Feb. 19 marked the final date that drone owners can register with the federal government to avoid being branded a felon by the Federal Aviation Administration (FAA).

As of now, all recreational drone owners whose quadcopters weigh more than 0.55 pounds—including those who owned drones before the registry went into effect on Dec. 21 of last year—face three-year prison sentences and $277,500 in combined civil and criminal fines if they fly their drones without first registering themselves with federal officials.

According to the FAA, these hobbyists and the drones they pilot pose grave threats to the national airspace. Only swift regulatory action backed up by draconian criminal sanctions could possibly safeguard the public from the dangers of these toy armadas.

That logic has fallen on deaf ears outside the halls of the FAA. Model aircraft groups, such as the Academy of Model Aeronautics, advised their members to hold off on registering. Scholars and technology enthusiasts have denounced the policy for its chilling effect on innovation. My colleague, John-Michael Seibler, and I have pointed out that the FAA’s drone owners’ registry will not accomplish any of its stated objectives to educate drone fliers or deter and hold bad actors accountable.

Now the registry is coming under attack in the courts. In December, a Maryland drone owner filed the first challenge in federal court. The nonprofit group TechFreedom has also filed suit in the U.S. Court of Appeals for the District of Columbia Circuit, seeking judicial relief from the FAA’s burdensome registry.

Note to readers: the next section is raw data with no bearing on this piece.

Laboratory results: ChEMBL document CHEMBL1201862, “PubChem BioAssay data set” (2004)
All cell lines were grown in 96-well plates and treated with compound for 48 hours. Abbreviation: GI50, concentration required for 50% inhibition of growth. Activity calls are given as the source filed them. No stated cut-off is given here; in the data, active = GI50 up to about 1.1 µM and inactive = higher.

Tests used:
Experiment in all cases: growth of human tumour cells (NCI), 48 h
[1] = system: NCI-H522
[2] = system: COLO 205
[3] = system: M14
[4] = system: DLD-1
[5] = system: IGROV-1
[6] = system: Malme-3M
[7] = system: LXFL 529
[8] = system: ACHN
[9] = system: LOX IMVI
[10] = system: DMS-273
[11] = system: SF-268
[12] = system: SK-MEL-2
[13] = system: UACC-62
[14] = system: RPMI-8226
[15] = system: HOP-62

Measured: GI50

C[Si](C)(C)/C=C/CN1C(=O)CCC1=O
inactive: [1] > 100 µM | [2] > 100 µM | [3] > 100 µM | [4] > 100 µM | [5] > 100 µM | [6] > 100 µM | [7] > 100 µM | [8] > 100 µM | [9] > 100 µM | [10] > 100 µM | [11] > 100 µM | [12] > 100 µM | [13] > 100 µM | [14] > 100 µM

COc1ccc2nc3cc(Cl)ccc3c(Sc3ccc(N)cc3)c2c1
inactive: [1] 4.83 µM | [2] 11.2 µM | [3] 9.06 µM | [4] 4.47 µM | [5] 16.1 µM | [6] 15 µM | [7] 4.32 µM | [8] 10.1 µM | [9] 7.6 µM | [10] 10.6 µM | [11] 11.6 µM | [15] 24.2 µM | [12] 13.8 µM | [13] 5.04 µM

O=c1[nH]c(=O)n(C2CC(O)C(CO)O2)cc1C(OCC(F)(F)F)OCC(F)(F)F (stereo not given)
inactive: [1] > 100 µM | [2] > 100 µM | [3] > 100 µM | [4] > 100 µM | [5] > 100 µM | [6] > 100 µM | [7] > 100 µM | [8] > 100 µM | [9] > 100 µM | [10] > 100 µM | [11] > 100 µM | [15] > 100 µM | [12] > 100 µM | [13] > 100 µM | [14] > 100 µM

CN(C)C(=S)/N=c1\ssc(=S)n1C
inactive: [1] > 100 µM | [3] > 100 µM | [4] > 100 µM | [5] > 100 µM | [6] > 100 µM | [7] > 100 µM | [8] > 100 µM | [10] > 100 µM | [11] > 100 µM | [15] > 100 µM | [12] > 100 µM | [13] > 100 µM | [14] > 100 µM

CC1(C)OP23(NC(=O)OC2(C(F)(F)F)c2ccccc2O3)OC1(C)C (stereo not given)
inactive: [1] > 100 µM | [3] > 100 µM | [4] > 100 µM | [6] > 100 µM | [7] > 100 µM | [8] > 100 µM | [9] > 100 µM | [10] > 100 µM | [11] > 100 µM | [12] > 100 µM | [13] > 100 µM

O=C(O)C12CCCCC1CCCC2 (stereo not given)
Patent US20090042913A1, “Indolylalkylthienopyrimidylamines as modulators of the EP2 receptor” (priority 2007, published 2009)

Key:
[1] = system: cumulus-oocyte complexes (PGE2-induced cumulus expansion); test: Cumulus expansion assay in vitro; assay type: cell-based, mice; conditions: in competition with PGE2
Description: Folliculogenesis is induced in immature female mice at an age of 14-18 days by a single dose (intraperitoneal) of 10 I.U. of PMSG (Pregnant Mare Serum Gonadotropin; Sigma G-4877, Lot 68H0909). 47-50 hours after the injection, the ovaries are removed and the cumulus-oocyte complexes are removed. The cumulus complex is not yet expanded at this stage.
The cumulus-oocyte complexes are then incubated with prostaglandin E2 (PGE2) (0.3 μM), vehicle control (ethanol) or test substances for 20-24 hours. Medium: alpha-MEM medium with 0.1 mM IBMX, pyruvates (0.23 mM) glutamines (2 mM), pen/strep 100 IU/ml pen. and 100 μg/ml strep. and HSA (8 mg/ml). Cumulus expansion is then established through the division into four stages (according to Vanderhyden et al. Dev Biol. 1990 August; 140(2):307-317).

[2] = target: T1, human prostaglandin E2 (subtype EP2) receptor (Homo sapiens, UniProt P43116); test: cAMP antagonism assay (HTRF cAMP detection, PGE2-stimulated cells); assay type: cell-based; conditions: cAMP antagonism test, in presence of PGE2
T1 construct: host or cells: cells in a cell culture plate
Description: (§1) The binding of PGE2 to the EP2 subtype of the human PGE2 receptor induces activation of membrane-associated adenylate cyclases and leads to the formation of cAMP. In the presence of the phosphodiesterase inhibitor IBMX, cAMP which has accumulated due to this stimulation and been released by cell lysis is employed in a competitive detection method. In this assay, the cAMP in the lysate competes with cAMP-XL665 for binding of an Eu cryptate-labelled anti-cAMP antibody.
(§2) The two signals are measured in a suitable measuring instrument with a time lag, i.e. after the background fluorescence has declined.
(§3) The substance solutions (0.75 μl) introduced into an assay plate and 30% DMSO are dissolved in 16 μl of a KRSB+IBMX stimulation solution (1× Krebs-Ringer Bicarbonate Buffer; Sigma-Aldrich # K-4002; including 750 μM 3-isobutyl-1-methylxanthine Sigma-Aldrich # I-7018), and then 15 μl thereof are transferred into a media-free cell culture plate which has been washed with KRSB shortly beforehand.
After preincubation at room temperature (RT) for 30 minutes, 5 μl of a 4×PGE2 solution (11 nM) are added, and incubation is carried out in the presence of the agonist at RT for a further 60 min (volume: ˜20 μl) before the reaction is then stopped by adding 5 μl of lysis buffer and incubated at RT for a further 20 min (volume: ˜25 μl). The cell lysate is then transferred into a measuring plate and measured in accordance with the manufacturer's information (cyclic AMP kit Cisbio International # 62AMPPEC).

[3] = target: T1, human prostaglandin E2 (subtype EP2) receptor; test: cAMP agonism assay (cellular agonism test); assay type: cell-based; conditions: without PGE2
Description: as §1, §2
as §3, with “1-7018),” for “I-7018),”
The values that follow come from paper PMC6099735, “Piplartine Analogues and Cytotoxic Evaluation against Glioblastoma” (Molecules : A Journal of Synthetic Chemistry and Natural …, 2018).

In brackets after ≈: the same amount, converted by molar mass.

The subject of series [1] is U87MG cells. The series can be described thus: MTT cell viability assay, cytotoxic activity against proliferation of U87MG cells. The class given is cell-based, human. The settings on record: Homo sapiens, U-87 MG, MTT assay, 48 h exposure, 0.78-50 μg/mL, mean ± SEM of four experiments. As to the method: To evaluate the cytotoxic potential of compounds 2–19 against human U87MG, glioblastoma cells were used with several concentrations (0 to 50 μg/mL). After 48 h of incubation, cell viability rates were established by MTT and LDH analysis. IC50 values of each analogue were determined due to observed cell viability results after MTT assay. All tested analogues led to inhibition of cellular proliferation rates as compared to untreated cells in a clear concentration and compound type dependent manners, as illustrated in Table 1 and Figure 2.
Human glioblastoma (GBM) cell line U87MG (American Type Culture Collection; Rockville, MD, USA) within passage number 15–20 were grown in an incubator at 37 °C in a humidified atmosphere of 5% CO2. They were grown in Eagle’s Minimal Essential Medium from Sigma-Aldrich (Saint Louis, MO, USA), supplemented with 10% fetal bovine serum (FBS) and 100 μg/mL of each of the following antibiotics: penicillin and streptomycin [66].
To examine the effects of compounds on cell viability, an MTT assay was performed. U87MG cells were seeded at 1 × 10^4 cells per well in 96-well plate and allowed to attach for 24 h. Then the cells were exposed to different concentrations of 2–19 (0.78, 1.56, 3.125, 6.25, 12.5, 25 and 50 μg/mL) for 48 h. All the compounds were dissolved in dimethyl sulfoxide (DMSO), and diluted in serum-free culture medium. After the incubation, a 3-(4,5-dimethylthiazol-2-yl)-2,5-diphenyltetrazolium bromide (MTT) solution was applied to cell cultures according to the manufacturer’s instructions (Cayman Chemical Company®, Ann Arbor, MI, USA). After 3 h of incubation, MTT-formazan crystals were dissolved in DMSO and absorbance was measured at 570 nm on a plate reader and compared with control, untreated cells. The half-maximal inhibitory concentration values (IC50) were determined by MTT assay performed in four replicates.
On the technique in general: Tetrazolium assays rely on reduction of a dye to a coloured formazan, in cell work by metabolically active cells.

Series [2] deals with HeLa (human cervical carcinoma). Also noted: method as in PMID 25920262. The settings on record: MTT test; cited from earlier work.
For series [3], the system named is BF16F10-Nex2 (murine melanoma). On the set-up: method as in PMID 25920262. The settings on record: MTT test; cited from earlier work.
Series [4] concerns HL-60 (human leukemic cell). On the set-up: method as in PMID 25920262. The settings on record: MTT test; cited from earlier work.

TechFreedom’s case comes down to three arguments:

  1. The FAA acted unlawfully by issuing a new regulation because of the existence of a prior law expressly forbidding such action.
  2. Existing aircraft registration statutes do not give the FAA authority to impose a drone owners’ registry.
  3. The FAA “did not show good cause for dispensing with the Administrative Procedure Act’s notice-and-comment rulemaking process.”

All three arguments appear to have merit.

To the first point, in 2012, Congress passed the FAA Modernization and Reform Act, which contained sections dealing with “small unmanned aircraft systems”—what we colloquially call “drones.”

Congress mandated that the FAA come up with regulations governing the use of commercial drones—a mandate, incidentally, that the agency has utterly failed to comply with. But section 336 of that law expressly forbade the FAA from issuing new rules governing drones flown for “hobby or recreational use.”

Congress, it seems, wanted recreational drone policy to be addressed at the state and local level; the FAA, meanwhile, wanted total federal control over drones. As a result, the FAA has essentially read section 336 out of the statute, pretending it does not exist so the agency can establish its registry despite Congress having denied it the authority to do so.

This leads directly to the second argument TechFreedom asserts: Even if this explicit legislative prohibition did not exist, the FAA would seem to lack the authority to create this registry.

Federal law considers drones to be “aircraft” in the same category as a Cessna or a Boeing 747 (a ridiculous categorization that Congress would be wise to change). For decades, the FAA recognized the absurdity of requiring hobbyists to comply with aircraft registry laws and exempted them. In October, the agency changed its mind as a prelude to issuing its new drone regulations.